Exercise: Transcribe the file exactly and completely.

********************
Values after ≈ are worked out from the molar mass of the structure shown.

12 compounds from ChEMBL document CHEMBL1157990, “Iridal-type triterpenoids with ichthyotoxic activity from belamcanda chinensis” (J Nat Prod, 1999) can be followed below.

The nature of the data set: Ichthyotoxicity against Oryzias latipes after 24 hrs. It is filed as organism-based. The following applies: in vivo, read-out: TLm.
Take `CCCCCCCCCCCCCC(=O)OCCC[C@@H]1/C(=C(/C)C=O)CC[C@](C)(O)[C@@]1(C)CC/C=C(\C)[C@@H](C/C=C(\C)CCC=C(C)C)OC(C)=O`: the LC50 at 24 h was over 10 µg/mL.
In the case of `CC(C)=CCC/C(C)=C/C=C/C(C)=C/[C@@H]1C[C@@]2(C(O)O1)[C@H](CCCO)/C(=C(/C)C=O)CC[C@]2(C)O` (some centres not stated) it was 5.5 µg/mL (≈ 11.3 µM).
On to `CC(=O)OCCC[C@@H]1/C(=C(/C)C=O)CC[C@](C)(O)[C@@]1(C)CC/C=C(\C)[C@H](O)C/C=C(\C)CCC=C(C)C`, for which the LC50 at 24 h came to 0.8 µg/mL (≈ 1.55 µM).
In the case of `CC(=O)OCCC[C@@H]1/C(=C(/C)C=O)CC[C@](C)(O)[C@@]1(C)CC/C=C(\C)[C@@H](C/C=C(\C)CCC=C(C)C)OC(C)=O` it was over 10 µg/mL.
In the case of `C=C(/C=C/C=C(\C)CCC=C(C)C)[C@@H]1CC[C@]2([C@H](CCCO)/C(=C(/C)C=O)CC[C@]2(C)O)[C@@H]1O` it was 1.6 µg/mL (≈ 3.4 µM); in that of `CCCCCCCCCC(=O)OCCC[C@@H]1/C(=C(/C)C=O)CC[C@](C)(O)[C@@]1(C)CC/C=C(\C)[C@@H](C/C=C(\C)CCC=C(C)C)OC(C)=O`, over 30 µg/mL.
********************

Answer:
Values after ≈ are worked out from the molar mass of the structure shown.

12 compounds from ChEMBL document CHEMBL1157990, “Iridal-type triterpenoids with ichthyotoxic activity from belamcanda chinensis” (J Nat Prod, 1999) can be followed below.

The nature of the data set: Ichthyotoxicity against Oryzias latipes after 24 hrs. It is filed as organism-based. The following applies: in vivo, read-out: TLm.
Take `CCCCCCCCCCCCCC(=O)OCCC[C@@H]1/C(=C(/C)C=O)CC[C@](C)(O)[C@@]1(C)CC/C=C(\C)[C@@H](C/C=C(\C)CCC=C(C)C)OC(C)=O`: the LC50 at 24 h was over 10 µg/mL.
In the case of `CC(C)=CCC/C(C)=C/C=C/C(C)=C/[C@@H]1C[C@@]2(C(O)O1)[C@H](CCCO)/C(=C(/C)C=O)CC[C@]2(C)O` (some centres not stated) it was 5.5 µg/mL (≈ 11.3 µM).
On to `CC(=O)OCCC[C@@H]1/C(=C(/C)C=O)CC[C@](C)(O)[C@@]1(C)CC/C=C(\C)[C@H](O)C/C=C(\C)CCC=C(C)C`, for which the LC50 at 24 h came to 0.8 µg/mL (≈ 1.55 µM).
In the case of `CC(=O)OCCC[C@@H]1/C(=C(/C)C=O)CC[C@](C)(O)[C@@]1(C)CC/C=C(\C)[C@@H](C/C=C(\C)CCC=C(C)C)OC(C)=O` it was over 10 µg/mL.
In the case of `C=C(/C=C/C=C(\C)CCC=C(C)C)[C@@H]1CC[C@]2([C@H](CCCO)/C(=C(/C)C=O)CC[C@]2(C)O)[C@@H]1O` it was 1.6 µg/mL (≈ 3.4 µM); in that of `CCCCCCCCCC(=O)OCCC[C@@H]1/C(=C(/C)C=O)CC[C@](C)(O)[C@@]1(C)CC/C=C(\C)[C@@H](C/C=C(\C)CCC=C(C)C)OC(C)=O`, over 30 µg/mL.